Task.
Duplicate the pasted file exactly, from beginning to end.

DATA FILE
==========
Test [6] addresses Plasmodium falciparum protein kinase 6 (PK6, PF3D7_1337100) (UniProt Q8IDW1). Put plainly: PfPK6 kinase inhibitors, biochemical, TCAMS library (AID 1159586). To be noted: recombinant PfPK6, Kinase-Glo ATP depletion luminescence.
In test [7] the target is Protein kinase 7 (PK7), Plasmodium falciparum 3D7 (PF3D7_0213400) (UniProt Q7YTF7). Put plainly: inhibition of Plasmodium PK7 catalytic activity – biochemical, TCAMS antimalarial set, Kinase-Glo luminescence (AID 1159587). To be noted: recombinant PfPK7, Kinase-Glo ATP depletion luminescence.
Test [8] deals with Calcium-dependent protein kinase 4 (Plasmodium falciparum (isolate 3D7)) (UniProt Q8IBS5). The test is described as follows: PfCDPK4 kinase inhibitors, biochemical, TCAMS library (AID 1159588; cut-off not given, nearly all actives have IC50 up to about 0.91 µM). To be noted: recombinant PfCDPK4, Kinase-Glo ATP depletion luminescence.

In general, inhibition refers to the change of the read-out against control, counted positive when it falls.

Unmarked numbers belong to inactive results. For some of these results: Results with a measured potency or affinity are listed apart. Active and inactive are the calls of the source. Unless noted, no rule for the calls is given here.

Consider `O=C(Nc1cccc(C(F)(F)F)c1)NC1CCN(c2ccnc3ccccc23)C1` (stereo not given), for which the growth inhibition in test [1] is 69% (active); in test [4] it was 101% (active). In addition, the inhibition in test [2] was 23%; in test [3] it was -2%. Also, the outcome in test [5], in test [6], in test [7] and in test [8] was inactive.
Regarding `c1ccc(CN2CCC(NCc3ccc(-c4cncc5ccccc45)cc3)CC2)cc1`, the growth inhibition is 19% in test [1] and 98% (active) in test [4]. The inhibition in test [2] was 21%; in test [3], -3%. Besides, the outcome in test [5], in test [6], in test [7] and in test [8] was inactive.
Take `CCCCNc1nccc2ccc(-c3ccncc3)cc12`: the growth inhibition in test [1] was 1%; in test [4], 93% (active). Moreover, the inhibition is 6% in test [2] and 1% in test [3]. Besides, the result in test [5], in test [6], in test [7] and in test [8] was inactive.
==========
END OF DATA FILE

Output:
Test [6] addresses Plasmodium falciparum protein kinase 6 (PK6, PF3D7_1337100) (UniProt Q8IDW1). Put plainly: PfPK6 kinase inhibitors, biochemical, TCAMS library (AID 1159586). To be noted: recombinant PfPK6, Kinase-Glo ATP depletion luminescence.
In test [7] the target is Protein kinase 7 (PK7), Plasmodium falciparum 3D7 (PF3D7_0213400) (UniProt Q7YTF7). Put plainly: inhibition of Plasmodium PK7 catalytic activity – biochemical, TCAMS antimalarial set, Kinase-Glo luminescence (AID 1159587). To be noted: recombinant PfPK7, Kinase-Glo ATP depletion luminescence.
Test [8] deals with Calcium-dependent protein kinase 4 (Plasmodium falciparum (isolate 3D7)) (UniProt Q8IBS5). The test is described as follows: PfCDPK4 kinase inhibitors, biochemical, TCAMS library (AID 1159588; cut-off not given, nearly all actives have IC50 up to about 0.91 µM). To be noted: recombinant PfCDPK4, Kinase-Glo ATP depletion luminescence.

In general, inhibition refers to the change of the read-out against control, counted positive when it falls.

Unmarked numbers belong to inactive results. For some of these results: Results with a measured potency or affinity are listed apart. Active and inactive are the calls of the source. Unless noted, no rule for the calls is given here.

Consider `O=C(Nc1cccc(C(F)(F)F)c1)NC1CCN(c2ccnc3ccccc23)C1` (stereo not given), for which the growth inhibition in test [1] is 69% (active); in test [4] it was 101% (active). In addition, the inhibition in test [2] was 23%; in test [3] it was -2%. Also, the outcome in test [5], in test [6], in test [7] and in test [8] was inactive.
Regarding `c1ccc(CN2CCC(NCc3ccc(-c4cncc5ccccc45)cc3)CC2)cc1`, the growth inhibition is 19% in test [1] and 98% (active) in test [4]. The inhibition in test [2] was 21%; in test [3], -3%. Besides, the outcome in test [5], in test [6], in test [7] and in test [8] was inactive.
Take `CCCCNc1nccc2ccc(-c3ccncc3)cc12`: the growth inhibition in test [1] was 1%; in test [4], 93% (active). Moreover, the inhibition is 6% in test [2] and 1% in test [3]. Besides, the result in test [5], in test [6], in test [7] and in test [8] was inactive.